nahbaste

new media artist

[e]MO

March 2024

[e]MO is a prototype for a tactile companion. It is built using a modular structure that allows multiple configurations: it can be used as a wearable or it can simply rest on your desk.
[e]MO records tactile interactions throughout your day and translates them into a 3D avatar. These build up over time as a way to create a personal emotional diary.

This was a group project developed in the context of the AcrossRCA course at the Royal College of Art alongside with:
•Oghenerume Egbeniyoko (MA Innovation Design Engineering)
•Heather Gibson (MA Ceramics)
•Aimar Shaw-Fernandez (MA Visual Communication)
•Zijian Wang (MA Interior Design)

Ideation

We started with a provocation: we wanted to explore tactility in the virtual space. We found the idea incredibly appealing, since it posed a multi-dimensional challenge. On one hand, there is a clear absence of the tactile in digital experiences, and that has to do mostly with limits to technical capability. Haptic technology is still very early and has not been productized properly. But this technical limitation engenders a conceptual one: in a societal level, we have no ways of digitally conveying tactile experiences, even as indexes: there isn’t a shared visual language in the digital space to convey information along the lines of “even though you can not touch this, it would feel this way”. Touch is semiotically unmapped in the digital space.


The digital space would seem to have been conformed then as a place where tactility does not exist; since it cannot be reproduced we’ve not only decided that it is not an affordance: it simply does not belong. This initial observation sparked a set of open questions: How could we translate tactility into digital experience? What role is there for touching and being touched? How can it interact with other senses in the digital realm?


After the initial round of talks, we reached an insight: that we could use this disconnection, this lack of context of touch to our advantage. This is because touch is deeply rooted in our experience: it is pre-verbal, and has effects that run deeper than what we consciously perceive. Touch is a vehicle for emotion, often at an unconscious level. And since touch is semiotically unmapped in the virtual space, we can produce representations for it without the need to label or explain what these representations are referring to. Because they are not pointing at a labelled emotion, they are pointing at a feeling.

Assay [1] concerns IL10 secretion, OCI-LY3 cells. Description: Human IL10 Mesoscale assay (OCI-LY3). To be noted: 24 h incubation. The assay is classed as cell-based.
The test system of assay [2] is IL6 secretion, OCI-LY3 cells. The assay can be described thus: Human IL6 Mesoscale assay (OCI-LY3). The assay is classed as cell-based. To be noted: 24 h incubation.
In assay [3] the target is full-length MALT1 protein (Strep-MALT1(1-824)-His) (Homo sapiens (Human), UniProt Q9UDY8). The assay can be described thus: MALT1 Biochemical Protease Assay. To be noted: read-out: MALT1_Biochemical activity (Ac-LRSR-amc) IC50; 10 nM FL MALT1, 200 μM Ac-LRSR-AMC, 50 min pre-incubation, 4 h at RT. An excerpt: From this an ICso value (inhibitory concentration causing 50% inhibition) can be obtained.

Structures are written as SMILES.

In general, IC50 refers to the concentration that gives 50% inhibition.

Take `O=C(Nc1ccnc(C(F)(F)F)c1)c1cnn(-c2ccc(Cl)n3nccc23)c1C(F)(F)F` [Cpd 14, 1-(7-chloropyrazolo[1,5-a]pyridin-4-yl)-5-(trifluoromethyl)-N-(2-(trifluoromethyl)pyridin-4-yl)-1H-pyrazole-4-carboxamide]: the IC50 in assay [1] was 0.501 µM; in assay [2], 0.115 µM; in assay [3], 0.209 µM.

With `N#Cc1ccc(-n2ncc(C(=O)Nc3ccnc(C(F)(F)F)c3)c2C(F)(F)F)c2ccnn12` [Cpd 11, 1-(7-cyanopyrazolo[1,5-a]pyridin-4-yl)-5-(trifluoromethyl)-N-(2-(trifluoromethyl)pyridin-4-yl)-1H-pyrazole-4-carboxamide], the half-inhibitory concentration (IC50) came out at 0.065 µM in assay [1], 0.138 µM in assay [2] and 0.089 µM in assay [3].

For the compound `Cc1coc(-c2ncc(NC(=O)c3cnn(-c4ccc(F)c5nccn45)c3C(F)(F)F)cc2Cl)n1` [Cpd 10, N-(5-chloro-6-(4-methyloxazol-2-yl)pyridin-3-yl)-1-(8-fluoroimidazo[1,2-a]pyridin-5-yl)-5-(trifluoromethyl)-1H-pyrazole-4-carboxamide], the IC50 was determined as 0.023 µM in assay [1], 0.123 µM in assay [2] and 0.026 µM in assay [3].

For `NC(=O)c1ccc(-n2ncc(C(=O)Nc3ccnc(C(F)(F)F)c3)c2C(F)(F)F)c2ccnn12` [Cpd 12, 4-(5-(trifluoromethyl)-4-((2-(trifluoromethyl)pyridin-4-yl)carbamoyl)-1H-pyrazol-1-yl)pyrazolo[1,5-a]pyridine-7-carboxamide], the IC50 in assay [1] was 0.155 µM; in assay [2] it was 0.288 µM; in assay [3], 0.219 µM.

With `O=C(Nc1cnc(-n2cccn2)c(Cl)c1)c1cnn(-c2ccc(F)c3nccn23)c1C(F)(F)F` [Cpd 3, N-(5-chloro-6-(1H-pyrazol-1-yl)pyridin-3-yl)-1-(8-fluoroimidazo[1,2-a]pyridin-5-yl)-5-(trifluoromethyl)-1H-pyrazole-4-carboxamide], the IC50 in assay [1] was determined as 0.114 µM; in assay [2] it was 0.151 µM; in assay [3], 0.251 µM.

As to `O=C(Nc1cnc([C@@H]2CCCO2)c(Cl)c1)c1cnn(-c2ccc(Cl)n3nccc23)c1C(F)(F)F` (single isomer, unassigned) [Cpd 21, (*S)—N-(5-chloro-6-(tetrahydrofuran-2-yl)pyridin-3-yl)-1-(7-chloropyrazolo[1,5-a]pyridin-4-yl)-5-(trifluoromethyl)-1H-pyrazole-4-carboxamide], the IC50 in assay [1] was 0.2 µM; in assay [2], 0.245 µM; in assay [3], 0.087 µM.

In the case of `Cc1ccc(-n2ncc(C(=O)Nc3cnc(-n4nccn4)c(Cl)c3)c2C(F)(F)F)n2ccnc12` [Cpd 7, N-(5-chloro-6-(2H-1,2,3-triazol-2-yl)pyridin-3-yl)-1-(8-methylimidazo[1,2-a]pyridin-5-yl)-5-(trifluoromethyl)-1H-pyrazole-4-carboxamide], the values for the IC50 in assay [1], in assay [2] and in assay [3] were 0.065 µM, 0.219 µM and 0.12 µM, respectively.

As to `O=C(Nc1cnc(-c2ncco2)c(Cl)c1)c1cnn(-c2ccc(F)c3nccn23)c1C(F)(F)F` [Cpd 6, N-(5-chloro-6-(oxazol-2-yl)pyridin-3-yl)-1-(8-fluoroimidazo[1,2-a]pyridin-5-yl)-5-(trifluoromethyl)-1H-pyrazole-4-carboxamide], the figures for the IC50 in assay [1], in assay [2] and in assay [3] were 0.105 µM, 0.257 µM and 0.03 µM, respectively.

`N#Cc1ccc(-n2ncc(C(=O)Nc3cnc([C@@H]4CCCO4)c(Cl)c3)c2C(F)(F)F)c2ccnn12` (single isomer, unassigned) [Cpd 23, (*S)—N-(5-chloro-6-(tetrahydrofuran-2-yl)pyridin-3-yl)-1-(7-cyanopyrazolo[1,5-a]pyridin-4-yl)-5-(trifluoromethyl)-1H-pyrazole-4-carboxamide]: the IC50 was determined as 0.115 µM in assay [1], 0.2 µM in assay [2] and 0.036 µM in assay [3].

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Tactility and Material exploration

Our first approach was research into tactile interaction beyond screens. We had plans for building a touch-interactive prototype, so we wanted to get a sense of the kinds of marks our hands could make. We tested with three kinds of clay, each with a different level of plasticity.


We discussed how emotional states could be communicated through the marks left in the material. We also noted how materials that give way when pressed encourage fidgeting, and how that can be a vehicle for emotion.

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Prototyping

We then set out to design a prototype. We liked tubular shapes and we thought it best if it could be modular. We designed a modular system with only two kinds of pieces, which could provide the affordances that we'd outlined during the previous research.


We 3D printed the design and played around with some configurations until we found a length that seemed appropriate. This would provide us with a malleable body that was still rigid at some point. We settled on neoprene as a textile material to wrap around the skeletal shape. We chose this fabric because it afforded applying pressure and it would allow us to place sensors beneath it.

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Emotional Moulding Workshop

In order to gain some insights related to emotional expression through color and shape, we ran an open pop up at the Royal College of Art's Dyson building. We asked participants to try and express their emotional state using balls of play doh.


Here we validated a key insight: many people came back with their play doh and simply said “It’s hard to put into words how I feel, but this describes it”. More on this in this article's conclusion.

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App

We designed and built a WebApp as a demonstration of how this platform would work: the tactile prototype would record users touch interaction and translate it into 3D shapes, as an emotional avatar. Users would log in to the platform and see a diary of their interactions, and expression of their emotional states throughout the days. The app refrains from tagging the emotional state, instead focusing on form and color as means of expressing the data.

Conclusion

Finally, I’d like to point out what for me is the most valuable aspect of our project: how it abstains from tagging the emotional responses. [e]MO understands that the emotional landscape is complex and that tactility is too abstract a realm to venture into creating a one-on-one mapping with labelled emotional states.


We also think that it is not our place to tell the user how they feel, but rather to create a tool that enables users to explore their own emotional states and their fluctuations, in the manner they see the most fit. I personally think this aligns with a contemporary conception of design products, with the practice of design being less focused on the creation of a predefined experience and more on how to design the conditions to enable people to make their own change. This design approach is also the main feature I take with me to my practice: a shift towards a journey and practice focused design. Design as a setting of conditions for significant change to happen, keeping user agency as its center focus.

©2024 Nahuel Basterretche